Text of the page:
Step into the Vibrant World of Hotel Colorful P&A
Coming out of the East exit at the labyrinth that is Shinjuku station, you’ll find yourself in the gaudy, lively chaos of Kabukicho. This neighborhood has kind of a mixed reputation—at once cool, tasteless, impressive, and weird. Just like its 200-foot Godzilla statue that towers behind Toho Cinemas. About a 5-10 minute walk from Godzilla is the Hotel Colorful P&A Shinjuku. With its multi-colored pastel windows and giant entry sign in the style of old American comic book art, this place fits in perfectly with its surroundings.
This love hotel kind of looks like if a student of Andy Warhol and a well-reputed business hotel designer teamed up and did the very best they could on a limited budget. The lobby is bathed in slowly changing colored lights that bounce off of the white linoleum floors and white and red plush pod chairs. I really liked this lobby. Not just because of its weird futuristic décor but because at the back was a big vending machine of free soft drinks and shelves of free fancy toiletry samples.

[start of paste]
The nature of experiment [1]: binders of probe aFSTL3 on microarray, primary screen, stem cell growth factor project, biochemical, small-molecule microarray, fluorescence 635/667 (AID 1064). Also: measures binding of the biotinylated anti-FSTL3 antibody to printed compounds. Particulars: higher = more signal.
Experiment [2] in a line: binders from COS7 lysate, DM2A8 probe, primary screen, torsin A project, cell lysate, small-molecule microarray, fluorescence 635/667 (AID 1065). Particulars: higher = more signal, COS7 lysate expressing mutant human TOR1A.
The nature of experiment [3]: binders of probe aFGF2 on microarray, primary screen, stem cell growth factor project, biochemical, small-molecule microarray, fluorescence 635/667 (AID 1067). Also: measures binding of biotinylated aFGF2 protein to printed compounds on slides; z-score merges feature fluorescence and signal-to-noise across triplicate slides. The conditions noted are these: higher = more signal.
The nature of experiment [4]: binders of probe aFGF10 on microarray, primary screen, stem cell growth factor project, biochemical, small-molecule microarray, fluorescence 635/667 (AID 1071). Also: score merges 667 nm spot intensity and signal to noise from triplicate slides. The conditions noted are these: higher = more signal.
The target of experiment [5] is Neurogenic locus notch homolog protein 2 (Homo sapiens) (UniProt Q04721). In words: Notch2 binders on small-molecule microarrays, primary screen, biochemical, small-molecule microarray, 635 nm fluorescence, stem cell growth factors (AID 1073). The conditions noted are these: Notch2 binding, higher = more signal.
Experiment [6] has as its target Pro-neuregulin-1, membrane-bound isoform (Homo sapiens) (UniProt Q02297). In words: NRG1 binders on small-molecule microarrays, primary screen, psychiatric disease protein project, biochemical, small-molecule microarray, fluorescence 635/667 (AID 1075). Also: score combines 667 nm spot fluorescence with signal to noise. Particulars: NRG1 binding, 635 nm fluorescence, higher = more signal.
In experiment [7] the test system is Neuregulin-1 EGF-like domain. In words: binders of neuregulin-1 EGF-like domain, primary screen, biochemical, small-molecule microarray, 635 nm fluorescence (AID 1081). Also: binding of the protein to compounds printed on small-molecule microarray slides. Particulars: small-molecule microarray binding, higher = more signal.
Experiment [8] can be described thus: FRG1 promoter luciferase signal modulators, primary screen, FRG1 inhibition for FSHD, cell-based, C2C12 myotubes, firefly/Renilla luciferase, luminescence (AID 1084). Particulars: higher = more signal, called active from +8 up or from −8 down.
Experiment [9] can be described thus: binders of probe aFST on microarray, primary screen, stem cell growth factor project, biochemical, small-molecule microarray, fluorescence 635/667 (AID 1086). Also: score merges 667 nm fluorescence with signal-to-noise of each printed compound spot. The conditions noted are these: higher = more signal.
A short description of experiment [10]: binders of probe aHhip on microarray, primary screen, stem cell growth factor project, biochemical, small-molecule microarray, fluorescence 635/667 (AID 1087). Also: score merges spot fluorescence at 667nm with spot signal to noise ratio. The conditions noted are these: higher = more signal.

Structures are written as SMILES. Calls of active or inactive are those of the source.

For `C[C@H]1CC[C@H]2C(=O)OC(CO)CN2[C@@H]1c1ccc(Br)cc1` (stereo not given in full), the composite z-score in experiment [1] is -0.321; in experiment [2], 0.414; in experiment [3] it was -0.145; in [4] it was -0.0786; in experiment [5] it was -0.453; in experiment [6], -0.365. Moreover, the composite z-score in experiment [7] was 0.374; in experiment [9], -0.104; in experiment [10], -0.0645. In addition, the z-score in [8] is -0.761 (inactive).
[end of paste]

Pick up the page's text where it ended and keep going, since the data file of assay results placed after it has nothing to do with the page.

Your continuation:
Immediately to your left when you enter the lobby is a “reception desk” with the word “FRONT” in English, but the window is curtained off and the desk seems unused (at least when we visited). As is common in most love hotels, guests instead check themselves in via an automatic machine in the lobby. Colorful P&A’s machine is a giant touchscreen panel and monitor set up inside of what looks like a massive gyroscope. From the panel, guests can peruse the differently colored and different themed rooms, select the one of their choice and their intended length of stay, and a receipt will print next to the panel. You actually don’t pay here in the lobby but at a vending machine at the entry of your room, which will shout at you politely but firmly if you attempt to enter your room without paying (though you can actually enter the room, you just won’t be able to silence the harassing voice condemning you for your thievery). Even though the staff at Colorful P&A doesn’t really speak English, it actually gets a good trade of non-Japanese-speaking foreign guests since basically everything can be done on machines with English instructions.